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Webforms & jQuery: A Comparison

This one has been pulled from the archives but I still think it is quite relevant

I tend to be a bit picky when it comes to seeing what is generated by server-side technologies. The first thing I do when I write a page (JSP, ASPX – whatever) that uses some sort of tag library or user control is check the resultant HTML/CSS/Javascript. When it comes to ASPX's this has always been a major issue for me – the code it generates, the JS it pulls down, the amount of redundant traffic, the actual quality of the code – all of it annoys me. Just out of curiosity I wanted to do a “contrast and compare” study to see the differences between the DIY approach and using Webforms…

The use case for the study is simple

  • A simple screen with a star rating (1-5)
  • User selects a rating by clicking a star
  • The result is posted back, via ajax, to the server
  • The front end is updated with message indicating the selection and the rating system is disabled

Technologies Used



ASP.NET ScriptManager Control

ASP.NET Update Panel Control

ASP.NET Ajax Toolkit Star Rating Control

ASP.NET Label Control

    ASP.NET MVC Framework

    jQuery v1.3.2

    jQuery Star Rating

There is not much really to draw from this table except for Webforms the majority of the technology is server-side whereas the jQuery stuff is more client side focused. This is one of the big arguments that people use when arguing about webforms. It's all server side work which reduces client side scripting – but that's a bit blind. It's server-side for the developer but the end code isn't any less client side (it's simply auto-generated).

Development Effort Required

I'm going to end up being biased on this. I am 10,000 times more familiar with the MVC paradigm and jQuery than I am with Webforms. Ultimately it took me about the same amount of time to knock up both applications. But here are some points to note.


Drag and drop of all the controls to knock up a simple page. The bulk of the work came from my lack of understanding I guess. I initially stuck the Star Rating control on the page and set up the CSS Classes, this failed as I didn't have the ScriptManager control added to the page. The next issue I faced was that my server side code wasn't actually having any effect – I had to turn AutoPostBack on for it to work but this wasn't Ajax-y. I got around this by wrapping the code in an UpdatePanel.




Default.aspx.cs  (Code Behind)


I used ASP.NET MVC framework to generate my empty page, and controller. I then added a simple one liner Action to my controller to handle the Ajax response. I included jQuery and Star Rating (JS & CSS) to my page and 5 radio buttons that act as the star rating (automatic progressive enhancement) and wrote the initializer code for the star rating stuff. For me that was it – completely straight forward with little configuration.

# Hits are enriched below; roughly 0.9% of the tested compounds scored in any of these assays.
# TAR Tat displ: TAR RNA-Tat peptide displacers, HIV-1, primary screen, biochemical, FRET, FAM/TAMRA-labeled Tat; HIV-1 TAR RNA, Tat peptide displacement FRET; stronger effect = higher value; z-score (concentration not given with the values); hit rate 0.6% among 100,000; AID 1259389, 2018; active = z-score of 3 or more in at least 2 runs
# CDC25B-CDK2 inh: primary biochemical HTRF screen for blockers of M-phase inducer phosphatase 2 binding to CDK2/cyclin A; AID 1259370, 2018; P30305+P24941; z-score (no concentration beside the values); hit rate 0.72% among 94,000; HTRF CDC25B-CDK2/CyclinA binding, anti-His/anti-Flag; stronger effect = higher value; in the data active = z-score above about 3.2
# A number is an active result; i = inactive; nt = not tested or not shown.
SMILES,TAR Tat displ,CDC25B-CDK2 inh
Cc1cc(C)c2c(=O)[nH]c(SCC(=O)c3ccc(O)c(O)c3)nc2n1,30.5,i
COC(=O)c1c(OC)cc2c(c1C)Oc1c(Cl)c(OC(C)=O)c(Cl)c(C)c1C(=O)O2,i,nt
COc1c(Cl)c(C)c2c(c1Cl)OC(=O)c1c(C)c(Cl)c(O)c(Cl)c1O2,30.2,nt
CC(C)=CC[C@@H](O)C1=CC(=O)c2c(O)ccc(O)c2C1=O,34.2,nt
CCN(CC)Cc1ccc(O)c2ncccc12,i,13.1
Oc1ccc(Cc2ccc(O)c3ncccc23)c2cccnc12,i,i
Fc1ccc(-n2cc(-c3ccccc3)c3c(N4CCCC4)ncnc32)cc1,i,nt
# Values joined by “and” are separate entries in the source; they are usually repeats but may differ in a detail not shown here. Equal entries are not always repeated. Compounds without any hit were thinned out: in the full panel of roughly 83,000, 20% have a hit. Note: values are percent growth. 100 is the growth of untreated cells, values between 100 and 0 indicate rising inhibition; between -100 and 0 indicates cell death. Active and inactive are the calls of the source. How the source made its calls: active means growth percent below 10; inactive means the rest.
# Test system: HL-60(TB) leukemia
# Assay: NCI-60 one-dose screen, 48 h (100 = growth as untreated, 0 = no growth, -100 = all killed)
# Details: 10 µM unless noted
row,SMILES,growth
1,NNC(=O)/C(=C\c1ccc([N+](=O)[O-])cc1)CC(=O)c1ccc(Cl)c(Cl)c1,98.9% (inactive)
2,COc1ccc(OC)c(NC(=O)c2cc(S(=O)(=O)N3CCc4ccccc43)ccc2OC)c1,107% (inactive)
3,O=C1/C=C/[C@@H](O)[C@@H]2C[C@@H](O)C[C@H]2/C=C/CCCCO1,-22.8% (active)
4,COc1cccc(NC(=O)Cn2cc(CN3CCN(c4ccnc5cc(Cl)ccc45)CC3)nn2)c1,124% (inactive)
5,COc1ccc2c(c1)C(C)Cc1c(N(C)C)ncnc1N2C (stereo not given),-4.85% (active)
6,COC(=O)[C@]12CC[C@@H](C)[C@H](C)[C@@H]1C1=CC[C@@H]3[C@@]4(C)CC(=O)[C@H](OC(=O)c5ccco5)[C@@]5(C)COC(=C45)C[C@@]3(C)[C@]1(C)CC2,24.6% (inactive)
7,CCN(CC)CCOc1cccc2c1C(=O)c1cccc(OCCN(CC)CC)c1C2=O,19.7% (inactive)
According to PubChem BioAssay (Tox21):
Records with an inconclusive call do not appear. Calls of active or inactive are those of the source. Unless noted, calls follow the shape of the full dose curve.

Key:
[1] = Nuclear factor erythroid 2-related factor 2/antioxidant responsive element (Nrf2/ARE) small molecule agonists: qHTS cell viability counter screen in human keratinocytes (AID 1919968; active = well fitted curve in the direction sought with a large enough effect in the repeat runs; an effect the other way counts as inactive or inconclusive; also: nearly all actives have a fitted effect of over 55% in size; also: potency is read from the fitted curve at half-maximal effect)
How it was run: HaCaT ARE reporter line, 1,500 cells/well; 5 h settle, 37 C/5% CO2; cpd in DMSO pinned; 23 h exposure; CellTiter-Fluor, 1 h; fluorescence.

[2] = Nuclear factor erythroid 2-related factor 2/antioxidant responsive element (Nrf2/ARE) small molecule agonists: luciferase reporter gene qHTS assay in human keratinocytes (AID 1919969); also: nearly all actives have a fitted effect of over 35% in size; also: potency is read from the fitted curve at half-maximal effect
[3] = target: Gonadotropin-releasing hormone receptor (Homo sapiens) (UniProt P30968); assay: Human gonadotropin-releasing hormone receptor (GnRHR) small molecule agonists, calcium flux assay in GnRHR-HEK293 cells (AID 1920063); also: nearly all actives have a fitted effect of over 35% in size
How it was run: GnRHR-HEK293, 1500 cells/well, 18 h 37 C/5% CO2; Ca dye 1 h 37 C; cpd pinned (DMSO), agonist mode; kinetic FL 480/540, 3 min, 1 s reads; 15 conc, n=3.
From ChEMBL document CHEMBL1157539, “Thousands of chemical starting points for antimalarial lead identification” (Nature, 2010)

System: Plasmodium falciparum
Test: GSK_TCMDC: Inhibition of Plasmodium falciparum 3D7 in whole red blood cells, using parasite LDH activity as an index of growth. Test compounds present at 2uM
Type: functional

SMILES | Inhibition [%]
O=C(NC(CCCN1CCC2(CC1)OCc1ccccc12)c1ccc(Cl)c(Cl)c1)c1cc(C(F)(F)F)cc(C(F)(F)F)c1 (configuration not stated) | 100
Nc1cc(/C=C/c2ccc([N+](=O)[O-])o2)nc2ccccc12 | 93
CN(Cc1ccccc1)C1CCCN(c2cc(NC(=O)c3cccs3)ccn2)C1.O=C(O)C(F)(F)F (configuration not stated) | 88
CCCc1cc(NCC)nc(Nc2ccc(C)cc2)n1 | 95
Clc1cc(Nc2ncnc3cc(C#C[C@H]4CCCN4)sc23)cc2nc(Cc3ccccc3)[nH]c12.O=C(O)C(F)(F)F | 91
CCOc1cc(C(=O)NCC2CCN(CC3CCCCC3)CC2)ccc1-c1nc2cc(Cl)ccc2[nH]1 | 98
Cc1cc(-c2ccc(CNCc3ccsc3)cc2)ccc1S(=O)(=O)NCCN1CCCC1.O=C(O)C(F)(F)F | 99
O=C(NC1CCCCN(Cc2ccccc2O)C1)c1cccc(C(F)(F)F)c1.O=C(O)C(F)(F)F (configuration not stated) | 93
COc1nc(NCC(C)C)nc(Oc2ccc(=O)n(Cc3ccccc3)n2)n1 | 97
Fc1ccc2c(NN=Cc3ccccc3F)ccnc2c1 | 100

Resultant Page Weight & Render Time



Page Weight


Render Time



Page Weight


Render Time

Now the real differences are starting to show. The jQuery Solution is light years ahead when it comes to page weight (with marginally faster render times). It's also worth noting here that the Webform solution automatically used GZIP compression for it's scripts whereas the MVC didn't so the results are actually skewed in favour of Webforms (not that it makes a difference).

Here in lies one of my issues with the Webform solution – it pulls down the massive ASP.NET JavaScript framework even though it doesn't use 99.9% of it. jQuery is a complete framework but it's ethos is that it gives you the bare minimum set of tools to get the job done. Look at my code (both server side and client side) – is it at all complex? Not really.

One argument I guess you could use here is that as the page grows the Webform solution, because it has most of the scripts it needs, shouldn't grow much bigger, where as the jQuery solution will. I haven't tested this so I could be wrong but it's a valid argument. That said given any situation I'd be willing to bet I could at the very least match page weight and render time against any Webform solution using jQuery (and MVC).

Server Responses



Request Parameters


Response Body



Request Parameters


Response Body

Again there is a big difference here. Because a lot of stuff is automated on the Webform side there is a lot of configuration (Viewstate etc) that needs to be passed about. Even for this simple solution the overhead is considerable – Firefox is giving me traffic (response only sans headers) of 1 byte for jQuery and 3k for Webforms – now multiply that by 2 to roughly include the request as well.

Which is easier to understand here?


A lot of the arguments and observations brought up here aren't purely Webform vs jQuery related – a lot have to do with Client vs Server programming but they are still valid. I admit I have a firm grasp of client side coding so the choice for me is obvious but the results here speak for themselves – there is a considerable overhead involved in the Webform world that must be accepted if you want to be able to drag and drop controls and save possibly a small amount of development time.

I am in no way a veteran Webform developer and I am sure there are folks out there that could strip my example down to the bare minimum and get similar results and to them I open floor – bring it – I haven't begun!

Published in JavaScript .NET on October 17, 2010